What is usually the first task that we give to our untrained or new-to-the-dental-field employees? Insurance breakdowns! We all have to do them and to the dental veteran it seems like it’s as easy as 1-2-3. But is a breakdown really just a breakdown? Is your office just utilizing faxbacks or generic online portal information?
What if I told you that an insurance breakdown is one of the first steps in collecting 100% of what is rightfully yours. A great insurance breakdown keeps account balances from moving from current to the dreaded aging report.
But why are insurance breakdowns so important? Let’s look at an example on how an accurate insurance breakdown could save your office from sending a patient to collections or possibly losing them:
Scenario 1: Susie calls the office as a new patient. She has Metlife insurance and wants to come in for a new patient exam. You get Susie scheduled and then quickly get a faxback of her insurance breakdown. You are ecstatic that she has 100% coverage for preventative and diagnostic and scan her breakdown into her document center without second guessing a thing. Susie comes in for her comprehensive oral examination and a full-set of x-rays (FMS) and is on her way after scheduling her cleaning. About twenty days later you get Susie’s insurance payment back and realize they did not cover her FMS. It appears she was not eligible. Now Susie surprisingly owes your practice over $100 without even getting her cleaning or consultation yet.
What could you have done?
Scenario 2: The minute after you get off the phone with Susie, you call and get her insurance breakdown and history. When you follow-up on Susie’s history, the insurance representative lets you know that she is not eligible for a FMS because she had a Panoramic X-ray done a year ago at another dental office. You gather the rest of your information and call Susie back right away. When calling Susie, you let her know that in order to properly diagnose her, your office typically does a full-set of x-rays upon her first appointment with them. You continue to tell her that she is not eligible as her insurance company only pays for those x-rays once every three years. With plenty of time before Susie’s scheduled appointment, you ask her to follow-up with her previous dentist to get her x-rays transferred to us and let her know that if they are of diagnostic quality then you will not have to retake them. If they are not of diagnostic quality, then you can let Susie know what her estimated portion will be when she comes in for her visit. You are able to explain to her that your office strives on getting your patients the best estimates possible to prevent any surprise bills as best as you can.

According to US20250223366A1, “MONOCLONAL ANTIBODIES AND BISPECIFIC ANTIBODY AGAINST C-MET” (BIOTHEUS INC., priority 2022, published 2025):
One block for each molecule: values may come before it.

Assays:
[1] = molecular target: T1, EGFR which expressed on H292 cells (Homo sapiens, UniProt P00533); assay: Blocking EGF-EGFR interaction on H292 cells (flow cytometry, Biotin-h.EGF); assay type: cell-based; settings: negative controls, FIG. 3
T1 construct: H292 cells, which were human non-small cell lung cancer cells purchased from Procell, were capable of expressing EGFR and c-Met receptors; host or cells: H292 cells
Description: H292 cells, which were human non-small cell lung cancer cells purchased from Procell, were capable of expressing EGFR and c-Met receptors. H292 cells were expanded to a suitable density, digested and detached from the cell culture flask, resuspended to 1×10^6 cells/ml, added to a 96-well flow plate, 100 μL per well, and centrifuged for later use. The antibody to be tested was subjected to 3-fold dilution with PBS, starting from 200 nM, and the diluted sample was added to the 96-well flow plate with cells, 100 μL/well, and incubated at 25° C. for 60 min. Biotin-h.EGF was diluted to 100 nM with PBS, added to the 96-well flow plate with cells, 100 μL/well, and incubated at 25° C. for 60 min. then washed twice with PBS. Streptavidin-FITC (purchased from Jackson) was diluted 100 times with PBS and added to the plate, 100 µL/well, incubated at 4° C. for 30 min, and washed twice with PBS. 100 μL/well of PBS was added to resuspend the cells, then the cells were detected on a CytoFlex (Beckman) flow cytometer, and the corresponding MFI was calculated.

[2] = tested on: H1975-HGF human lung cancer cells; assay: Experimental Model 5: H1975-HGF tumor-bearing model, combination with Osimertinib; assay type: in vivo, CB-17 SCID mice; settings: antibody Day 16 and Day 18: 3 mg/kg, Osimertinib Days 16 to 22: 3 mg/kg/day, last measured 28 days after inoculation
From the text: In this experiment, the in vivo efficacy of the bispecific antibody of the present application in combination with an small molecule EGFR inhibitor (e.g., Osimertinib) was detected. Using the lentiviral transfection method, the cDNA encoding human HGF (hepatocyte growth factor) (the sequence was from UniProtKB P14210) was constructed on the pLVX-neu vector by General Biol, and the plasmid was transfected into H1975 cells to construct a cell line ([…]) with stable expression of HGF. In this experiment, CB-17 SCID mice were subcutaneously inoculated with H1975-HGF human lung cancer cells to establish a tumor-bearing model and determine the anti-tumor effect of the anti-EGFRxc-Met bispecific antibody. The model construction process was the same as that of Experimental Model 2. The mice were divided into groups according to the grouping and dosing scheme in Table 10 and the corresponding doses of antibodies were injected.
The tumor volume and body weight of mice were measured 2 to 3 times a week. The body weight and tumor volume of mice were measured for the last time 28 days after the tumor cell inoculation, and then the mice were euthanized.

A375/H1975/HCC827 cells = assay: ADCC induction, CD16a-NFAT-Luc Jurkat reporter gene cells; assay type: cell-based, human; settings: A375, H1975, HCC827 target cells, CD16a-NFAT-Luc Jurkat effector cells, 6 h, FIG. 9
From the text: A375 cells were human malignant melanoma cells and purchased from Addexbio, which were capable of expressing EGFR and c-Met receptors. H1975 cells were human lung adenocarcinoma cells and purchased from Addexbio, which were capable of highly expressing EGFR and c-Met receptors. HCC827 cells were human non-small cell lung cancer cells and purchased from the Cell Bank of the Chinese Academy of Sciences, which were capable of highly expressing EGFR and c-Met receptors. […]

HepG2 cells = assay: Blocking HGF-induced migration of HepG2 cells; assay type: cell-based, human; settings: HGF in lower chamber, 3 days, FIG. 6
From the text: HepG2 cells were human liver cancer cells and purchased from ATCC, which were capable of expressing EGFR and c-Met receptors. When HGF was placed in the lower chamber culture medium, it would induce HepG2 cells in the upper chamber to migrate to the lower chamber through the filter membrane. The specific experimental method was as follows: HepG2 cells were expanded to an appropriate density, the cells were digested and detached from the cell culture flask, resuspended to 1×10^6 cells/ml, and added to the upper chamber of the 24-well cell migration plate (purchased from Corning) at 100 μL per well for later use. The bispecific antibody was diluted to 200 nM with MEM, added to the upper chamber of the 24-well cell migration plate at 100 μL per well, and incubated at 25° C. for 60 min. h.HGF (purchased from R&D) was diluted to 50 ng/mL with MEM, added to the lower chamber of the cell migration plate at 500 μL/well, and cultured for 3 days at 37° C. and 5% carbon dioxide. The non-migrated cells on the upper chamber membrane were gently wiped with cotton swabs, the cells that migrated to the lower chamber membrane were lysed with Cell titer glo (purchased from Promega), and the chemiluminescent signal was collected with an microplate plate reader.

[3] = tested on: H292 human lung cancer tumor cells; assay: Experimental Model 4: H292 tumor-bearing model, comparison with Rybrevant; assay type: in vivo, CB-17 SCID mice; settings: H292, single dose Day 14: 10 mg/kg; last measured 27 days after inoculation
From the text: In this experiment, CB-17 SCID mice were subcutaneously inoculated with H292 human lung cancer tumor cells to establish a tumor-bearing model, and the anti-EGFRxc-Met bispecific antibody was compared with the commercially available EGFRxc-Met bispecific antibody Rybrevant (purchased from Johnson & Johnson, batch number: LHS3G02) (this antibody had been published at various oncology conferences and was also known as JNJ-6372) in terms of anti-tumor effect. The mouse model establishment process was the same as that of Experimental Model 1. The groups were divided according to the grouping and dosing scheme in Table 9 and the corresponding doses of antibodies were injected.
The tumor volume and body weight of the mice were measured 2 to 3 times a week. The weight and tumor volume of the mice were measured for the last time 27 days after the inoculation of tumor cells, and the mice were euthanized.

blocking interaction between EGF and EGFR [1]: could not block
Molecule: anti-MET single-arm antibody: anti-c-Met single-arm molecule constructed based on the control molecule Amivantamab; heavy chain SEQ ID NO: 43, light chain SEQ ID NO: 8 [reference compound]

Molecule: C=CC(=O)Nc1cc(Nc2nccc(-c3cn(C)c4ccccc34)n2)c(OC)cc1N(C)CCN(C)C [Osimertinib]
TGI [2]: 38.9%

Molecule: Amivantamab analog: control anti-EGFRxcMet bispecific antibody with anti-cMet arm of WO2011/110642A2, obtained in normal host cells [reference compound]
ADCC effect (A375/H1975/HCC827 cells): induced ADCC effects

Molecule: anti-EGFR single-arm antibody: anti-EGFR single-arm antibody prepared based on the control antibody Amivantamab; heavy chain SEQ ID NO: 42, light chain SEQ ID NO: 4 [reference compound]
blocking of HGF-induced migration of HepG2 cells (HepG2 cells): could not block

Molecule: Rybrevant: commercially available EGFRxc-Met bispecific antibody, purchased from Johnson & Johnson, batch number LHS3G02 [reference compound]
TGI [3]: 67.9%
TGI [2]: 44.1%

Keep in mind, you need to always make the patient aware that insurance is always an estimation and ultimately they need to know the design of their plan, as it may jeopardize their benefits. However, it is my belief that we are to give our patients the most accurate estimation we can. One thing I like to say when it comes to insurance breakdowns and collections is:
For the most part, patients do not mind paying their dental bills, what they do mind is paying SURPRISE dental bills.
Take the surprise out of it, and give your patients the best and most accurate insurance estimates before they come in.
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